1. I am surprised and disappointed that you chose such an inflammatory title “Striking on-call teachers ‘entirely’ to blame for no extracurriculars: school board”, for your article/interview with Catherine Shedden, district manager of corporate communications with the TLDSB. You chose to insert the the phrase “…to blame” in your title, although Ms. Shedden did not use such inflammatory language when explaining how job action affects extracurriculars. “Teachers no longer doing on-calls (replacing other teachers when that teacher needs to be out of the classroom) is a complex problem which includes adhering to collective agreements and recent sanctions, and the availability of supply staff. The decision to request that extracurricular activities be rescheduled to take place after the school day (for Kawartha Lakes area schools — that means after 2:30 pm) is based on the labour circumstances with which we must operate at this time.” Ms. Shedden clearly states that “Decisions based on job sanctions from the provincial union are not intended permanent. They are a temporary solution to an immediate problem.” Teachers are being villainized for standing up for and trying to protect public education. People need to be thinking beyond the next basketball game, to how classrooms will be impacted by the cuts of the Ford government. “Public schools in Ontario will lose approximately 10,000 teachers over the next five years due to an increase in class sizes, (stated) the province’s fiscal watchdog.”(CBC) Over 9000 of these jobs would be at the high school level. Teachers are actively resisting these cuts and the negative effects they will have on all students. They are looking ahead and see how students will really lose out in the near future if these cuts go ahead. The education policy from the Ford government is concerned with one thing- how to gouge the system and make it look like it is the teachers’ fault. You have helped them promote this false narrative with such an inflammatory title for your article. I think the interview itself is informative. If the government succeeds in cutting 10,000 teaching jobs, I wonder how school boards will have the funds and staffing to cover extracurricular activities during school hours?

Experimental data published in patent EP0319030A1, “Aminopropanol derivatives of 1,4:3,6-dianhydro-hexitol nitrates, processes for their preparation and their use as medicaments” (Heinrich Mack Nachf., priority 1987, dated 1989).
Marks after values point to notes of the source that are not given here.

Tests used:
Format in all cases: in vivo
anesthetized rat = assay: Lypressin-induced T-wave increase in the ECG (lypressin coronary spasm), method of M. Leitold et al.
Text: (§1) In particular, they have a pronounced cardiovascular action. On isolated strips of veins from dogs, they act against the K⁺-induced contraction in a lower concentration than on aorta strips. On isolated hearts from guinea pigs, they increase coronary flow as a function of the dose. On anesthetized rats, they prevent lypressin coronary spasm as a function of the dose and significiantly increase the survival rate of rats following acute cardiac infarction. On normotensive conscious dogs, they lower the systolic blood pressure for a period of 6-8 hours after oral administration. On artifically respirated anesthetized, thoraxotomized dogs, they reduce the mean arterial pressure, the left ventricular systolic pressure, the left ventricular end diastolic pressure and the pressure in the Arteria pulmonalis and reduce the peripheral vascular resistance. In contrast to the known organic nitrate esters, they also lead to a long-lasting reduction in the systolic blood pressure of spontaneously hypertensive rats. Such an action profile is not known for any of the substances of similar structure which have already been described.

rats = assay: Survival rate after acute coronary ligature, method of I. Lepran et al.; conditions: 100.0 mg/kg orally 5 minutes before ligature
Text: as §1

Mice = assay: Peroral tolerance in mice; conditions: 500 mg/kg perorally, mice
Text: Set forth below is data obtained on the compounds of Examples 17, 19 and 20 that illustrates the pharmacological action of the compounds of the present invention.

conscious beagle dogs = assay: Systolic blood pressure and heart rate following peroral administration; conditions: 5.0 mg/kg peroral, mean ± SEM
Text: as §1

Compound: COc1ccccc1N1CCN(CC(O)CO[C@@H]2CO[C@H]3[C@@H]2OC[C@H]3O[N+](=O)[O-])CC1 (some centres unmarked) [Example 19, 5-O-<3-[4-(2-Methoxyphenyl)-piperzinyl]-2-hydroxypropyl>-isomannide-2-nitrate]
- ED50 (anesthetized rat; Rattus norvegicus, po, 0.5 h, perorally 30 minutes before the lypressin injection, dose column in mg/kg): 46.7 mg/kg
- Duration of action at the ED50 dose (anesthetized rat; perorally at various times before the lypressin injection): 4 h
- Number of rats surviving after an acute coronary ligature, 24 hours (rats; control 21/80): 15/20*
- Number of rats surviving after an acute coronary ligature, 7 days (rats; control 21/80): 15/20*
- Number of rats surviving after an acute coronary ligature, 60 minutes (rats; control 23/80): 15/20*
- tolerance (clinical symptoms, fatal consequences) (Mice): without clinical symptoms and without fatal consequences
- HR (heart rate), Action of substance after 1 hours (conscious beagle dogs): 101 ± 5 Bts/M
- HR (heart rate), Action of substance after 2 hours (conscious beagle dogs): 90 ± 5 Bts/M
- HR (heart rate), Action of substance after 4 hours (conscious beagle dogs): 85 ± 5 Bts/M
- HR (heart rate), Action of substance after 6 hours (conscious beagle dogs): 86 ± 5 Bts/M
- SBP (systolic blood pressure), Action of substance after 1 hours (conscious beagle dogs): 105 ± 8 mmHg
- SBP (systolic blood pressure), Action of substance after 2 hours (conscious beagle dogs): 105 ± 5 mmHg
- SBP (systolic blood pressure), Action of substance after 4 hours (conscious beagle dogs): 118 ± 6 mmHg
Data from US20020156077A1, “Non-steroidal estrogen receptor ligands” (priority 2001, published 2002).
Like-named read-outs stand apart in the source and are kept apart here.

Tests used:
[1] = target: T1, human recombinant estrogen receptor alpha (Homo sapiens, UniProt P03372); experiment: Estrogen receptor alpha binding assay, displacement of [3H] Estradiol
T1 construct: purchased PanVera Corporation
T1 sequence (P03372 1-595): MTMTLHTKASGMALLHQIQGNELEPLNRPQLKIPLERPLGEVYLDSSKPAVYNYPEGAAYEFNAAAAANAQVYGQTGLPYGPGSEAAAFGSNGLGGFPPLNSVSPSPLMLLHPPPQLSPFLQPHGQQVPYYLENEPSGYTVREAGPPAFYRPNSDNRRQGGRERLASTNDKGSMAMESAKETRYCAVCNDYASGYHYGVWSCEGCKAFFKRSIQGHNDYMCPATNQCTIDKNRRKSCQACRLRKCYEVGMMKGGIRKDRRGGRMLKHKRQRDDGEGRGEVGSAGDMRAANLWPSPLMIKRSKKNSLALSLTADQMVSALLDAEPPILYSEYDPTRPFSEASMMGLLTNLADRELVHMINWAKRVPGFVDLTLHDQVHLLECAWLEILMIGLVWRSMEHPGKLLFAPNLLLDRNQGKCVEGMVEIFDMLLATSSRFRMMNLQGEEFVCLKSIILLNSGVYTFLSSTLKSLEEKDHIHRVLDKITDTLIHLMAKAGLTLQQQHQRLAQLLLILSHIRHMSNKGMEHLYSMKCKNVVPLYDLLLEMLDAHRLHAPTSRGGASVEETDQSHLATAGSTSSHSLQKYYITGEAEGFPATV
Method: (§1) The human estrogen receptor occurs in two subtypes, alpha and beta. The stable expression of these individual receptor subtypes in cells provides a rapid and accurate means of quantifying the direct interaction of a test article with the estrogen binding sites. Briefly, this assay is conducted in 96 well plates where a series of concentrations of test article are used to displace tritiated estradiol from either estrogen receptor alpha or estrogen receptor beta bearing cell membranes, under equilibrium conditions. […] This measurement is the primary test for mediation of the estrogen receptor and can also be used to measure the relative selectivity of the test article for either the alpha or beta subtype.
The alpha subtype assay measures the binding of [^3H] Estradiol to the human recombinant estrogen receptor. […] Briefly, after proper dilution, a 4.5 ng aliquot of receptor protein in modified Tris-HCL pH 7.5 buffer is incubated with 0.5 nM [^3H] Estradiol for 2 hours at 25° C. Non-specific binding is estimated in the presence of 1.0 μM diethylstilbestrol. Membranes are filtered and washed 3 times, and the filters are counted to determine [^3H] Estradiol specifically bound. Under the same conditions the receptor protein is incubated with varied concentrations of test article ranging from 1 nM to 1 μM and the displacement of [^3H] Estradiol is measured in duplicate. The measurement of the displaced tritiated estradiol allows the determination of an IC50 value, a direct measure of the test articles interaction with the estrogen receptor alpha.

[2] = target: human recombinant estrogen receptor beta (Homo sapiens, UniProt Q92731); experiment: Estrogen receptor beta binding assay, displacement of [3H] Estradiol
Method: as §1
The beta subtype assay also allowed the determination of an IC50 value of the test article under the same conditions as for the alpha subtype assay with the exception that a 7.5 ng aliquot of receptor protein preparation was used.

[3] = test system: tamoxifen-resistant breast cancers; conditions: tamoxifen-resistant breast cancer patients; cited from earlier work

• We stand with all education workers – 100%. The board said something inflammatory. Use this energy to call your trustee, local MPP Laurie Scott or come join the teachers on Monday. The title came directly from a quote from the board – this is there position.

  2. The title of this article is entirely misleading and inflammatory. It is NOT the teachers fault that the board decided to cancel. Other boards have cancelled extra curricular activities on strike days only, so for the TLDSB to cancel all extra activities and then cite the labor action as a reason is incredibly silly and selfish.

  3. The headline is a direct quote from the board in the article. It is inflammatory that the board is saying this. Contact your trustee, MPP Laurie Scott and stand with teachers on Monday.